Daniel Kahneman

Daniel Kahneman (Photo credit: Wikipedia)

Source: Thinking Fast and Slow, Daniel Kahneman

It fascinating to read Daniel Kahneman’s writing on Risk and Heuristics and human psychology. I have recommended his book “Thinking Fast and Slow”, the picture to the right is from the book on how we react to Gains vs. Losses and how our decision making is influenced based on the baseline from where we start. Prospect Theory was an improvement on a previous model developed by Bernoulli, in which states of wealth are the carriers of value, whereas Prospect Theory has psychological value of gains and losses. The graph basically depicts the “Loss Aversion” and diminishing sensitivity for both gains and losses. The two curves are not symmetrical ie the slope of the curves change abruptly at the reference point, which indicates the responses to losses is stronger than the responses to corresponding gains. This could explain the heard behavior we have in the stock market when the market starts going down everyone runs to the exit at the same time thereby causing a collapse.

There are a number of fallacies and pitfalls that is outlined in the book and most of them can be lessons for Entrepreneurs. I really like this passage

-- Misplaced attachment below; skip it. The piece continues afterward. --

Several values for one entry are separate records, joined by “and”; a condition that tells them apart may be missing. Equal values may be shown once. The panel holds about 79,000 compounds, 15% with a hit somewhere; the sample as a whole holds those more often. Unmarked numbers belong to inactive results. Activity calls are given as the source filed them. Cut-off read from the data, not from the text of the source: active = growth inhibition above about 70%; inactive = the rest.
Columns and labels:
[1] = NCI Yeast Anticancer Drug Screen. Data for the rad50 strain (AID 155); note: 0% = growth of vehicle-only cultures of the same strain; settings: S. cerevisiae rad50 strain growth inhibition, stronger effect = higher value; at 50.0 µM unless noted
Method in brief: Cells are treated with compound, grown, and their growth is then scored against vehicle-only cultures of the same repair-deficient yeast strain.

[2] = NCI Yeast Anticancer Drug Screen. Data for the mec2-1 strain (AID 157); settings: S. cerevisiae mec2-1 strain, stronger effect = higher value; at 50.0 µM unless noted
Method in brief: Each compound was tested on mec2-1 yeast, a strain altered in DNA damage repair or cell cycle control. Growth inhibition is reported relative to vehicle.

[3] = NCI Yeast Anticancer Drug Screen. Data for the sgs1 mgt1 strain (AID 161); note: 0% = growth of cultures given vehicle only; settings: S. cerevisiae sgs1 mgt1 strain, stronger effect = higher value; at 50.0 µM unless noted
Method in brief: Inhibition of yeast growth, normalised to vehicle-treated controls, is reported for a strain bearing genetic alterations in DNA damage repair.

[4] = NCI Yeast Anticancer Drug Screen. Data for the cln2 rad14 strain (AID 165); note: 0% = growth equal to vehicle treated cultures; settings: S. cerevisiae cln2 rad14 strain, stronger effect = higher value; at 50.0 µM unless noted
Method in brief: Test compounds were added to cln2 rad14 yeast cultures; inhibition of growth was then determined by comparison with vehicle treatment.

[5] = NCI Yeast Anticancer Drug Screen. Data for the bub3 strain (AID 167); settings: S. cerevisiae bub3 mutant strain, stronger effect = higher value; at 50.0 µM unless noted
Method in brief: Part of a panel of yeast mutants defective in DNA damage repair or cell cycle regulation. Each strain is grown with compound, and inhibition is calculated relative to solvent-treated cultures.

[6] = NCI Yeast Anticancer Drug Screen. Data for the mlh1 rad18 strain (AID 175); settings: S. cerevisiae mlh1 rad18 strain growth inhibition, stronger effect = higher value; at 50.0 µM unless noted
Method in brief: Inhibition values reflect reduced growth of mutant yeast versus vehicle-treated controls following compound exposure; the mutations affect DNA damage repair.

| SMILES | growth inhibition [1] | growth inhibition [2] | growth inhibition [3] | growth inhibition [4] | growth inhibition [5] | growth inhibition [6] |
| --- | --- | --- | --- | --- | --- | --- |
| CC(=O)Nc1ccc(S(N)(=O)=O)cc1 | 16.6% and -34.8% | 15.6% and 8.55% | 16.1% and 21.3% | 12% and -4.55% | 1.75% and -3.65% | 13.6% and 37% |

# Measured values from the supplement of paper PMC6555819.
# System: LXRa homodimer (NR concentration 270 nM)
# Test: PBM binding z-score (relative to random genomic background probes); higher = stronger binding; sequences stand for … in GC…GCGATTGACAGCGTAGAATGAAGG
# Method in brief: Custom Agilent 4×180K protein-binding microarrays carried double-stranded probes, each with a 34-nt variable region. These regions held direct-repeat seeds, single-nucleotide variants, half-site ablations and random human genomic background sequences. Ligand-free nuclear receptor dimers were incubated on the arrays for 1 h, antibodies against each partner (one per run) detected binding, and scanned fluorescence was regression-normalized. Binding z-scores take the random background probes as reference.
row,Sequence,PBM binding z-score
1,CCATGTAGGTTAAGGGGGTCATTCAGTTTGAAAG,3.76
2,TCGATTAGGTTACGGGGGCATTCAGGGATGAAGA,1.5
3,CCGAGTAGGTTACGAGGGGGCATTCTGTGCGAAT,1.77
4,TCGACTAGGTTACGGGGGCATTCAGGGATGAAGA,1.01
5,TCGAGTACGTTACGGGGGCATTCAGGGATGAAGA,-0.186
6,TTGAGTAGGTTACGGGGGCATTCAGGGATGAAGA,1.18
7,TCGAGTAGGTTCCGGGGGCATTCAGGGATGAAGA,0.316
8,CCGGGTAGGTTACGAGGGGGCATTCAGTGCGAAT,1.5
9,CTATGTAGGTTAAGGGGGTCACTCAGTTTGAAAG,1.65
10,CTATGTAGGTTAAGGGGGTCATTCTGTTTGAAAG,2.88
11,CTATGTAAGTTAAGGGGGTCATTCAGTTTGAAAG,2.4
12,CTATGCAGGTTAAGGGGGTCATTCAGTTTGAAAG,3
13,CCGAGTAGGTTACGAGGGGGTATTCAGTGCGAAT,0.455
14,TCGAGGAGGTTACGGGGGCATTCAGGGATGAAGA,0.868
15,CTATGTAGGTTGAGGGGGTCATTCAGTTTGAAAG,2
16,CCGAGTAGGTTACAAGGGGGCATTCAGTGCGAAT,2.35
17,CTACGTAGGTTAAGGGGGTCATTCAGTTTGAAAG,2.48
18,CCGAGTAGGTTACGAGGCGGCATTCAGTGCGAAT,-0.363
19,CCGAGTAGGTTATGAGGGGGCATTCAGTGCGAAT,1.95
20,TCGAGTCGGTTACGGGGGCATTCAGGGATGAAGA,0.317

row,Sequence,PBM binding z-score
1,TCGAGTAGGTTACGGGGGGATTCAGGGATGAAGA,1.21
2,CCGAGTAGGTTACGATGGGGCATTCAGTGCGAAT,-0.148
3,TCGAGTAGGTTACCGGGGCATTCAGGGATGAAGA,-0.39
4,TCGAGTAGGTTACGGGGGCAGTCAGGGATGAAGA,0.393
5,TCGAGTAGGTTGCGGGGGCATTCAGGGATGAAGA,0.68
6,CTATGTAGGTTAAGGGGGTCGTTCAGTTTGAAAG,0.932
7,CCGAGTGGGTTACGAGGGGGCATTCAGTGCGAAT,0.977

When forecasting the outcomes of risky projects, executives too easily fall victim to the planning fallacy. In its grip, they make decisions based on delusional optimism rather than on a rational weighting of gains, losses, and probabilities. They overestimate benefits and underestimate costs. They spin scenarios of success while overlooking the potential for mistakes and miscalculations. As a result, they pursue initiatives that are unlikely to come in on budget or on time or to deliver the expected returns- or even to be completed. In this view, people often (but not always) take on risky projects because tehy are overly optimistic about the odds they face. It probably contributes to an explanation on why people litigate, why they start wars, and why they open small businesses.

Pretty grim analysis, but it is not a big deviation from what Fred Wilson told me when I asked him what should I look out for embarking on the trail of Venture Investing and Entrepreneurship:

You have to be very patient and stockpile your capital. It always takes longer and more money

The best way to solve the above fallacy is to dedicate oneself to the truth, I wrote about it and I have also written about the motivation for being an entrepreneur. Most of the successful entrepreneurs who I have met, typically are not doing this with economic benefits in mind and this goes for the successful VCs as well. Being optimistic and pushing forward when all the odds are stacked up against you is the hallmark of Entrepreneurship but that should not lead to telling lies to yourself.